Creating opportunity for the arts —and equitable access to the arts— is key to building healthy, vibrant and compassionate people and communities.

This isn’t just our opinion. It’s backed by research.

  • Early involvement in the arts correlates to individual achievement, discipline, and civic engagement. A student involved in the arts is four times more likely to be recognized for academic achievement or to participate in a math and science fair, and three times more likely to win an award for school attendance or to be elected to class office. These findings are reflected across socio-economic status.
  • The arts inspire creative thinking and problem-solving at school and at work, and a 2010 Conference Board Survey of American CEOs identified creativity as the number one trait they seek in today’s graduates.
  • The arts promote physical, emotional and psychological health and healing. More than 40 percent of our nation’s healthcare institutions incorporate art into their patient and caregiver programming.
  • The arts elevate the quality of life, and in a recent study conducted by ArtsFund, 95 percent of the 3,500 patrons surveyed cited the arts as significantly influencing their decision to move to the Puget Sound region or to stay.

Simply put, the arts advance the human condition. Unfortunately, inequitable access to the arts inures to the detriment of individuals and particularly youth in marginalized communities.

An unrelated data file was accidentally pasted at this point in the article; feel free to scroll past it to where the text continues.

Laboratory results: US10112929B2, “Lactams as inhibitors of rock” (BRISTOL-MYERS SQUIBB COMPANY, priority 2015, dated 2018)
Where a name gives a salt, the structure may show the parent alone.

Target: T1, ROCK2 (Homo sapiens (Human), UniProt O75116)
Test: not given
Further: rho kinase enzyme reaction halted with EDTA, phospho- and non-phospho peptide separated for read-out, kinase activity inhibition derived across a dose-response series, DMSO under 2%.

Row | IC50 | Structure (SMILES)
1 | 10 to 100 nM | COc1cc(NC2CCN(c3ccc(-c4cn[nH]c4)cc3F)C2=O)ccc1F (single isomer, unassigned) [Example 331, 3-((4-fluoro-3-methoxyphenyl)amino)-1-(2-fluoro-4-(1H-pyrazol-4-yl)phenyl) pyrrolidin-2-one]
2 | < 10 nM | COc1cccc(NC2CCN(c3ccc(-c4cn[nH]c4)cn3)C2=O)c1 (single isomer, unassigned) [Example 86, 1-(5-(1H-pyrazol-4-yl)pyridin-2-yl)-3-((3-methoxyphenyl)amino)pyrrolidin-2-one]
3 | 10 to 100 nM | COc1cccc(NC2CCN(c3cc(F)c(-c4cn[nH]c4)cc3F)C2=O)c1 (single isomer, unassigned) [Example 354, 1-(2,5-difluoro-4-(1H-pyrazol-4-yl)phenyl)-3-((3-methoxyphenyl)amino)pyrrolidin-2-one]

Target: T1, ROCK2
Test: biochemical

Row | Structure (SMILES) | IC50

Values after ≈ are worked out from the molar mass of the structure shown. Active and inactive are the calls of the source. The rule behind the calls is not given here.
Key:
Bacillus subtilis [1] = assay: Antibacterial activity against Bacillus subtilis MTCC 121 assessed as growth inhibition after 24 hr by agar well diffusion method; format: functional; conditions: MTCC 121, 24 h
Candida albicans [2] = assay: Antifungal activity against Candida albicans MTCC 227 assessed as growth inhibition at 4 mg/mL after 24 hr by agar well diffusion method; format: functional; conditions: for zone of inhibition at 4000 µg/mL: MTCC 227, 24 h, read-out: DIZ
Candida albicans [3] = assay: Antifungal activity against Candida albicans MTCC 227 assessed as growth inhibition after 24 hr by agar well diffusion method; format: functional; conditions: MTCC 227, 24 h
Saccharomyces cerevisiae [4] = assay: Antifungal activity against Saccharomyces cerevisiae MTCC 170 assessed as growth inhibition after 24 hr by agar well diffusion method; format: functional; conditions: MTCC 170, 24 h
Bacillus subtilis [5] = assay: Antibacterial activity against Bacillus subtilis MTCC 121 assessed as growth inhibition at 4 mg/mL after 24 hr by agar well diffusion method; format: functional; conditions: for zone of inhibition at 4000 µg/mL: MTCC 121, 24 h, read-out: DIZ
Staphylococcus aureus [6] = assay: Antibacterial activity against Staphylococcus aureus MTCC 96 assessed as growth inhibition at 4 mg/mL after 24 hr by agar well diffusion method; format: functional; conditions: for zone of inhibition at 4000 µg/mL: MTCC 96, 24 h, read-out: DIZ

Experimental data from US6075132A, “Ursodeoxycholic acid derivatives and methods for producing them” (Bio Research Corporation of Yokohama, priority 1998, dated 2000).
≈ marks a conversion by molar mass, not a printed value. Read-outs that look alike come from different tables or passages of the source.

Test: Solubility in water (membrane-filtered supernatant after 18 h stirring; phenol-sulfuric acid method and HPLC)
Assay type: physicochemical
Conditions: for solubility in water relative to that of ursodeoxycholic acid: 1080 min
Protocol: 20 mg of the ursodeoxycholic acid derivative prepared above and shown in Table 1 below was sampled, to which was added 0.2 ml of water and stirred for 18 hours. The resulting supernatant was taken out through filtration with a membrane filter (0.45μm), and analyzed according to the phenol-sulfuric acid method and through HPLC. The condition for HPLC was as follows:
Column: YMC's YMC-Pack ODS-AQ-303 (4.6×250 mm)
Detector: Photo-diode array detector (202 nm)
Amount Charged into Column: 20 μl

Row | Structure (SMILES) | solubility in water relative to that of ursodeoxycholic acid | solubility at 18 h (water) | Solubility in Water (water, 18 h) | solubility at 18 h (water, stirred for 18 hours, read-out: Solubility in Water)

An Opportunity for Outreach, Accessibility, and Inclusion

Across the country, nonprofit art organizations rely on funding to maintain programs and provide services to their community. In Seattle, ArtsFund has spent nearly 50 years working with community leaders and investors to build a vibrant arts sector, break down barriers and increase access and opportunities.

ArtsFund also seeks out organizations that have faced historical barriers to traditional funding and support mechanisms. This effort strengthens the arts ecosystem with broad initiatives, and also provides programs, services, trainings, and funding to the individual arts groups so they have the means to evolve, innovate, and ensure broad access to the important work they do.

With the help of ArtsFund, the Seattle Shakespeare Company made a substantial commitment to feature artists of color two years ago. Last year, the organization began showcasing bilingual English/Spanish versions of their touring shows.

They also bring productions of Shakespeare’s work to students across Washington state, many of whom would not otherwise have access to professional theatre.

The Next Steps for Donors
  • Learn about the varying methods of support an arts grantmaker can provide, such as advocacy work and producing economic and social impact studies.
  • Understand the impact of the arts from a national level. Americans for the Arts is a national nonprofit that works to ensure every American has access to the transformative power of the arts.

In this time marked by many forces that can push us apart, it is the arts that help bind us and bring us back together. The arts heal our hearts, open our minds, and remind us of our common humanity. The arts are more important now than ever to help build a healthy, vibrant and compassionate community.


Original contribution by Mari Horita, president and CEO of ArtsFund.